Geochemistry and Origin of Oil from Cambrian and Ordovician Reservoirs in Eastern and Central Ohio
RYDER, ROBERT T., U.S. Geological Survey, Reston, VA, and ROBERT C. BURRUSS and JOSEPH R. HATCH, U.S. Geological Survey, Denver, CO
Oil from stratigraphic traps along the Middle Ordovician Knox unconformity in Ohio was analyzed to determine its geochemical characteristics, source, and migration history. The following stratigraphic units were sampled: Upper Cambrian(?) Rose Run Sandstone, sample number (n) = 7; Upper Cambrian Knox Dolomite, n = 6; Upper Cambrian Krysik sandstone, n = 1; and Middle Ordovician Black River Limestone, n = 1. Gas chromatograms of saturated hydrocarbon fractions from these oils show similar geochemical characteristics including (1) predominance of odd-numbered n-alkanes between nC15 and nC20 (carbon preference indices from 1.1 to 1.3); (2) pristane (pr)/phytane (ph) between 1.1 and 1.3; (3) minor amounts of the nC21 + saturated hydrocarbon fraction; and (4) nC17/pr and nC18/ph between 2. and 3.6. These Ohio oils are geochemically similar to oils in North America that are correlated with Ordovician source rocks.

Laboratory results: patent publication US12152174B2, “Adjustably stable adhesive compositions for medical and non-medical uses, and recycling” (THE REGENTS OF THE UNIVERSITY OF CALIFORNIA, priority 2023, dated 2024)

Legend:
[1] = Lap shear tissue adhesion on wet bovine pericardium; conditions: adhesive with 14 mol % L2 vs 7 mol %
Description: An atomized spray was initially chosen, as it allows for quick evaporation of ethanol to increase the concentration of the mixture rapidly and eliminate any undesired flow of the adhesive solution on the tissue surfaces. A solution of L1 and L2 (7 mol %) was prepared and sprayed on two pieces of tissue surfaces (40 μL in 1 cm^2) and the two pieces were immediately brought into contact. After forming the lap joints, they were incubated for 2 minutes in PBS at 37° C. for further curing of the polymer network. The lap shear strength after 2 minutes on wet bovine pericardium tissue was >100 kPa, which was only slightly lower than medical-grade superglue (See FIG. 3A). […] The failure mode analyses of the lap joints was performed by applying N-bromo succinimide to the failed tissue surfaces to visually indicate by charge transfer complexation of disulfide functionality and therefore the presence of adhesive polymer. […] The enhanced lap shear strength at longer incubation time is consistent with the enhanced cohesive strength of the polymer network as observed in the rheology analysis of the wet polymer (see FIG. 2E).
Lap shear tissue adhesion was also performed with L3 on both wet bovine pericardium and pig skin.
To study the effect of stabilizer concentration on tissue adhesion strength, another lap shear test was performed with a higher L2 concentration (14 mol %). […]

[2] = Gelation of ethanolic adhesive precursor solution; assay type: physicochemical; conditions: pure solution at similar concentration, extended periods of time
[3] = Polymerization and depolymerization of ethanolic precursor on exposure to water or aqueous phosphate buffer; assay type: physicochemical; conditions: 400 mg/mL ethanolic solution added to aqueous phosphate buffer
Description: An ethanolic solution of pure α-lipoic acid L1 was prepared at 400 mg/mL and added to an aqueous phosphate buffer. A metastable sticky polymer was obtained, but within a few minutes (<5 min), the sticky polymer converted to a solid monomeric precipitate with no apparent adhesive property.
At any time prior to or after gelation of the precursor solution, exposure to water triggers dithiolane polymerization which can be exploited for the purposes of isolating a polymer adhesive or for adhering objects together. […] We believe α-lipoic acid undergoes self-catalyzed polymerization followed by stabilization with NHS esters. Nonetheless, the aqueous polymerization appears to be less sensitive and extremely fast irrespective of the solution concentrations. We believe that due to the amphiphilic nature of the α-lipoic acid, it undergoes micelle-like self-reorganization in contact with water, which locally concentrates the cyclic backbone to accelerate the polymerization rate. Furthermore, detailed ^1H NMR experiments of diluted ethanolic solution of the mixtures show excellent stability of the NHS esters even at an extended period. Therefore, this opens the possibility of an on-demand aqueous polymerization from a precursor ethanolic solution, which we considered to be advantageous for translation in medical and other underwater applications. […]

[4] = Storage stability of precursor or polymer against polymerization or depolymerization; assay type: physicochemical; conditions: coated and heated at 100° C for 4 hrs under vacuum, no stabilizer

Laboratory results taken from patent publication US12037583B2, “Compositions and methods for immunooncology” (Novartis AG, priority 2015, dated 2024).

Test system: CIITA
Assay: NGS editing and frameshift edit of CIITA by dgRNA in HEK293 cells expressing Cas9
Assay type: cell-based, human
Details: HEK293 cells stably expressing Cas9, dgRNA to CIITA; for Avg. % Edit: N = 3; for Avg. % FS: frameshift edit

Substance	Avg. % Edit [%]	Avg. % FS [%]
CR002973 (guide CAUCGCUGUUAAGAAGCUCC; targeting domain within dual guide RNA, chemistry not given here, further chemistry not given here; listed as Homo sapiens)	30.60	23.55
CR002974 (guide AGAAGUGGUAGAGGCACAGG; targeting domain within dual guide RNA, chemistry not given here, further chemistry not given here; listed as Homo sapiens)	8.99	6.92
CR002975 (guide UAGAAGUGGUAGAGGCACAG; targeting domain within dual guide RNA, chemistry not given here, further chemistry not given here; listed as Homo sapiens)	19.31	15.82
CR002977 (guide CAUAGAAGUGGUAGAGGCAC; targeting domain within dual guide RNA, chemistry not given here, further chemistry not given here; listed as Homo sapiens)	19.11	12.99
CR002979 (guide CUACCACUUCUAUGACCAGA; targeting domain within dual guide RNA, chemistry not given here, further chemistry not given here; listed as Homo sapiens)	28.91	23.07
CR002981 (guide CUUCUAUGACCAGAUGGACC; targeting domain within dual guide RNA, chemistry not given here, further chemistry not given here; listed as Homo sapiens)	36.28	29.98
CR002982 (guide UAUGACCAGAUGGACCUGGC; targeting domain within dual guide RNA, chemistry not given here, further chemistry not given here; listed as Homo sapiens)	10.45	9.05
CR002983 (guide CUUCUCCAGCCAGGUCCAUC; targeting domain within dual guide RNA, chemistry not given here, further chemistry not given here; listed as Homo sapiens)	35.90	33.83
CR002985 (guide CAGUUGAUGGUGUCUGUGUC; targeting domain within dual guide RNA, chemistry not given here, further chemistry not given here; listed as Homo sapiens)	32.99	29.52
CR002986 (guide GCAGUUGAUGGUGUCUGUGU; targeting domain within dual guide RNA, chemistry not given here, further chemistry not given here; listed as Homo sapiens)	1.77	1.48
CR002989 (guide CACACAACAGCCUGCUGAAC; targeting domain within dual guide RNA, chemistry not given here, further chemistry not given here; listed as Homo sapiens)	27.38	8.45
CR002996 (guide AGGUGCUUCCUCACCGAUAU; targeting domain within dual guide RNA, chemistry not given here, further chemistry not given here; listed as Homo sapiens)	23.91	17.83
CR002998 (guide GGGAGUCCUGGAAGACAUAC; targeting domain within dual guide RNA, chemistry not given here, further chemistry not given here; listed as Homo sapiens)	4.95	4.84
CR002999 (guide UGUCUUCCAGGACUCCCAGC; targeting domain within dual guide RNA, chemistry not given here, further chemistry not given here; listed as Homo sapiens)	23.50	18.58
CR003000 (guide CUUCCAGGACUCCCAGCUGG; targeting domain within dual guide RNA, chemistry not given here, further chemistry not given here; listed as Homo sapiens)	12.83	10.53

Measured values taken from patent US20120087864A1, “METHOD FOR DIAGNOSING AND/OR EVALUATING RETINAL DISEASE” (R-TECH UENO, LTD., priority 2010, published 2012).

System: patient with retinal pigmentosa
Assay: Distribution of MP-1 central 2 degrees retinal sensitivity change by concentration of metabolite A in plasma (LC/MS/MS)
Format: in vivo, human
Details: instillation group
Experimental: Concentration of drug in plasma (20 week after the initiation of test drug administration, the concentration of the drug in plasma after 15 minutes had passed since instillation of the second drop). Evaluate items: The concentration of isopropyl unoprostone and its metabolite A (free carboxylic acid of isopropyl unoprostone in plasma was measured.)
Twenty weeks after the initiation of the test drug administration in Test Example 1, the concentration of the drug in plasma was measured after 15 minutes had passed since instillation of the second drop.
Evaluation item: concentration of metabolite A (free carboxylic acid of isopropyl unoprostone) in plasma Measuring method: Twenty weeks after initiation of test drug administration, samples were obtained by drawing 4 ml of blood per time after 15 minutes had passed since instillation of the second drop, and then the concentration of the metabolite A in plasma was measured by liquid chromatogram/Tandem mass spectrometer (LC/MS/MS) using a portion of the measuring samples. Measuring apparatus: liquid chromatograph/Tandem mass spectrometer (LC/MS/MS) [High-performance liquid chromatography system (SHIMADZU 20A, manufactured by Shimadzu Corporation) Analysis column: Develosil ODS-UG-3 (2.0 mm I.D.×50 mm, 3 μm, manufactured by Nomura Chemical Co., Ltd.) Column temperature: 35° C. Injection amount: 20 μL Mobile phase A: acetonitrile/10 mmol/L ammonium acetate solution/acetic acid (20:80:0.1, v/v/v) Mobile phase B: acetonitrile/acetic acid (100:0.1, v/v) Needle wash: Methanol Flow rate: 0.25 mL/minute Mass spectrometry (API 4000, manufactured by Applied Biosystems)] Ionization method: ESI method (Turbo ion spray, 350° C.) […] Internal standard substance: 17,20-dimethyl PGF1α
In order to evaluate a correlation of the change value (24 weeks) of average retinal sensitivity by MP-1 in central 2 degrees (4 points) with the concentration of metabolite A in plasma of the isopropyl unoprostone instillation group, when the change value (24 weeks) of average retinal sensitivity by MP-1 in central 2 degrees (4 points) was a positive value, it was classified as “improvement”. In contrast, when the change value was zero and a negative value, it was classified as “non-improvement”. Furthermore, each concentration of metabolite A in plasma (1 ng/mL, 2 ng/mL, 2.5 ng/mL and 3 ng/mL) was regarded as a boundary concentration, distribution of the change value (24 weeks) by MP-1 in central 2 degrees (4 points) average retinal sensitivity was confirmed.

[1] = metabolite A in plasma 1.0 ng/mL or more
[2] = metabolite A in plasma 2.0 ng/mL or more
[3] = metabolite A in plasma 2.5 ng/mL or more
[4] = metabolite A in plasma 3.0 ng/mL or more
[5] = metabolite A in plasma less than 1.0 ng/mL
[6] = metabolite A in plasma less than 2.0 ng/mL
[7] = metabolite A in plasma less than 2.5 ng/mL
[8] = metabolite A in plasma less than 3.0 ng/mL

Seventy-one core samples from Ohio and West Virginia were analyzed by Rock-Eval for total organic carbon (TOC) and pyrolysis products and by solvent extraction to evaluate the source of the Ohio oils. Three potential source-rock intervals were tested: (1) Middle and Upper Cambrian strata in the Rome trough, (2) the Middle Ordovician Wells Creek Formation and the equivalent part of the Beekmantown Group, and (3) the Middle and Upper Ordovician Antes Shale. The thermal maturity of many samples was too high to give Tmax values and to yield adequate solvent extracts for detailed characterization. The Antes Shale samples have moderate TOC values (-x = 1.2, n = 12) and Rock-Eval production indices between 0.3 and 0.5 (-x = 0.4) calculated from nine samples with TOC greater than 0.5. These g ochemical characteristics, a stratigraphic position about 1000 ft above the Knox unconformity, and a maximum burial depth of about 10,000 ft along the Ohio-West Virginia border suggest that the Antes Shale is the probable source rock for the Ohio oils.
AAPG Search and Discovery Article #91005 © 1991 Eastern Section Meeting, Pittsburgh, Pennsylvania, September 8-10, 1991 (2009)